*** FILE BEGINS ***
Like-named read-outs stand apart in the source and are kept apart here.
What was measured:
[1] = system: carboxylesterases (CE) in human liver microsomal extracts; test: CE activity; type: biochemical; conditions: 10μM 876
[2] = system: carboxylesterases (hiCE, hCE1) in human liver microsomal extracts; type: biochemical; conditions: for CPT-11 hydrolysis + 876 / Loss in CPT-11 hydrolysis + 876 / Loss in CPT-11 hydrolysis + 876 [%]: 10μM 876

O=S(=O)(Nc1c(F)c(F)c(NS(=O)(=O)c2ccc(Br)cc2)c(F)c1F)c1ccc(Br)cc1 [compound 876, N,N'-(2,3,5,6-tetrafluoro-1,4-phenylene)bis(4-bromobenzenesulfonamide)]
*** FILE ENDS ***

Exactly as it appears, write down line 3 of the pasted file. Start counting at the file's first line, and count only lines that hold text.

[1] = system: carboxylesterases (CE) in human liver microsomal extracts; test: CE activity; type: biochemical; conditions: 10μM 876